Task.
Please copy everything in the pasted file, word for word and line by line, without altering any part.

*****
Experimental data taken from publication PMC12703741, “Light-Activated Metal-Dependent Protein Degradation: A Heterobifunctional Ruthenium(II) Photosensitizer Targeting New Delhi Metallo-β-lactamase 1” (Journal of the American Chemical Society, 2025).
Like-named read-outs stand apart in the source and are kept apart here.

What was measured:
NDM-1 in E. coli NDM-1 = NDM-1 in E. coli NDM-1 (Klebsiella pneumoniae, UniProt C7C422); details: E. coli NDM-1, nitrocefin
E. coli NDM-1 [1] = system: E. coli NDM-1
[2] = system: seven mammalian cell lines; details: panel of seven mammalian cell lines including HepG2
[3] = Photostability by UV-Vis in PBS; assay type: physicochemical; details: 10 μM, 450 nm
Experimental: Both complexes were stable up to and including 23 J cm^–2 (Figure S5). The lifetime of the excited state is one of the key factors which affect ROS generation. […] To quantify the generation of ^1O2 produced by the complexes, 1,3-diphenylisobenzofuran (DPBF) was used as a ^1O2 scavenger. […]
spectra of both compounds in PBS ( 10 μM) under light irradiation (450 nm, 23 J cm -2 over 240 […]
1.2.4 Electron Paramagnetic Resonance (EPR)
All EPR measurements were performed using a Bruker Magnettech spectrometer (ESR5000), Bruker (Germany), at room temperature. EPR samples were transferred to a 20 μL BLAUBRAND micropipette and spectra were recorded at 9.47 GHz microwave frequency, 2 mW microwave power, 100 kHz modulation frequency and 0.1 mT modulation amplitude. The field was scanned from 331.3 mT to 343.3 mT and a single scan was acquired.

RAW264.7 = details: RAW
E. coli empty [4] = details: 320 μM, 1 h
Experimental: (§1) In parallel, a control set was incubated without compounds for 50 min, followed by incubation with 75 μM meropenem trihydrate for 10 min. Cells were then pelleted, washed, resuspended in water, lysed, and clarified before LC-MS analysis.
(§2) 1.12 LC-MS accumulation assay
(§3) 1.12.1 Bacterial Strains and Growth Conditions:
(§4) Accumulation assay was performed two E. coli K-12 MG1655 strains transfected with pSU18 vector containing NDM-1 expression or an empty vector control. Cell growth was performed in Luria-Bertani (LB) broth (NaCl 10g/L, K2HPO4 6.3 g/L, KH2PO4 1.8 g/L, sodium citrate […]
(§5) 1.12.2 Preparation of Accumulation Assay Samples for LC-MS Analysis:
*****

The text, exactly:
Experimental data taken from publication PMC12703741, “Light-Activated Metal-Dependent Protein Degradation: A Heterobifunctional Ruthenium(II) Photosensitizer Targeting New Delhi Metallo-β-lactamase 1” (Journal of the American Chemical Society, 2025).
Like-named read-outs stand apart in the source and are kept apart here.

What was measured:
NDM-1 in E. coli NDM-1 = NDM-1 in E. coli NDM-1 (Klebsiella pneumoniae, UniProt C7C422); details: E. coli NDM-1, nitrocefin
E. coli NDM-1 [1] = system: E. coli NDM-1
[2] = system: seven mammalian cell lines; details: panel of seven mammalian cell lines including HepG2
[3] = Photostability by UV-Vis in PBS; assay type: physicochemical; details: 10 μM, 450 nm
Experimental: Both complexes were stable up to and including 23 J cm^–2 (Figure S5). The lifetime of the excited state is one of the key factors which affect ROS generation. […] To quantify the generation of ^1O2 produced by the complexes, 1,3-diphenylisobenzofuran (DPBF) was used as a ^1O2 scavenger. […]
spectra of both compounds in PBS ( 10 μM) under light irradiation (450 nm, 23 J cm -2 over 240 […]
1.2.4 Electron Paramagnetic Resonance (EPR)
All EPR measurements were performed using a Bruker Magnettech spectrometer (ESR5000), Bruker (Germany), at room temperature. EPR samples were transferred to a 20 μL BLAUBRAND micropipette and spectra were recorded at 9.47 GHz microwave frequency, 2 mW microwave power, 100 kHz modulation frequency and 0.1 mT modulation amplitude. The field was scanned from 331.3 mT to 343.3 mT and a single scan was acquired.

RAW264.7 = details: RAW
E. coli empty [4] = details: 320 μM, 1 h
Experimental: (§1) In parallel, a control set was incubated without compounds for 50 min, followed by incubation with 75 μM meropenem trihydrate for 10 min. Cells were then pelleted, washed, resuspended in water, lysed, and clarified before LC-MS analysis.
(§2) 1.12 LC-MS accumulation assay
(§3) 1.12.1 Bacterial Strains and Growth Conditions:
(§4) Accumulation assay was performed two E. coli K-12 MG1655 strains transfected with pSU18 vector containing NDM-1 expression or an empty vector control. Cell growth was performed in Luria-Bertani (LB) broth (NaCl 10g/L, K2HPO4 6.3 g/L, KH2PO4 1.8 g/L, sodium citrate […]
(§5) 1.12.2 Preparation of Accumulation Assay Samples for LC-MS Analysis: